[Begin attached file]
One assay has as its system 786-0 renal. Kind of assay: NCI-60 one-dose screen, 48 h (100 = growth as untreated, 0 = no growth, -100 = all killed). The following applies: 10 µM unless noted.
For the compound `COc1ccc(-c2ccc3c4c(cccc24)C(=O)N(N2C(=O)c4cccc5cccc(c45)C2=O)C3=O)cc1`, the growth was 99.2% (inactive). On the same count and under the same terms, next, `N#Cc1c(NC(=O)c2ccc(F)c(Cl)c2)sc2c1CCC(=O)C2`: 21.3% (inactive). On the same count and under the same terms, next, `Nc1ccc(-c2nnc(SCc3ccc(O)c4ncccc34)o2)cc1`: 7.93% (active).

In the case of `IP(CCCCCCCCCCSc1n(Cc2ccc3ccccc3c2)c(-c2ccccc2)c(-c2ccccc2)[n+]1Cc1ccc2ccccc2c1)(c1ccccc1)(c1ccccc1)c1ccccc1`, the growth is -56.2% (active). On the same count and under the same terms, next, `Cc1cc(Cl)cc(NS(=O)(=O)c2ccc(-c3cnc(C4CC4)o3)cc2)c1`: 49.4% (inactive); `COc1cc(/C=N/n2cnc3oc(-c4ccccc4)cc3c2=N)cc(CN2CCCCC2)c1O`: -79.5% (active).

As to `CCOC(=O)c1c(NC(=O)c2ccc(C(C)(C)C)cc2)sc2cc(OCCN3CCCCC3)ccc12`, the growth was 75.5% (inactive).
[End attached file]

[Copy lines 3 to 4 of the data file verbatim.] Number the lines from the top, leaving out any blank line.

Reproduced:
In the case of `IP(CCCCCCCCCCSc1n(Cc2ccc3ccccc3c2)c(-c2ccccc2)c(-c2ccccc2)[n+]1Cc1ccc2ccccc2c1)(c1ccccc1)(c1ccccc1)c1ccccc1`, the growth is -56.2% (active). On the same count and under the same terms, next, `Cc1cc(Cl)cc(NS(=O)(=O)c2ccc(-c3cnc(C4CC4)o3)cc2)c1`: 49.4% (inactive); `COc1cc(/C=N/n2cnc3oc(-c4ccccc4)cc3c2=N)cc(CN2CCCCC2)c1O`: -79.5% (active).

As to `CCOC(=O)c1c(NC(=O)c2ccc(C(C)(C)C)cc2)sc2cc(OCCN3CCCCC3)ccc12`, the growth was 75.5% (inactive).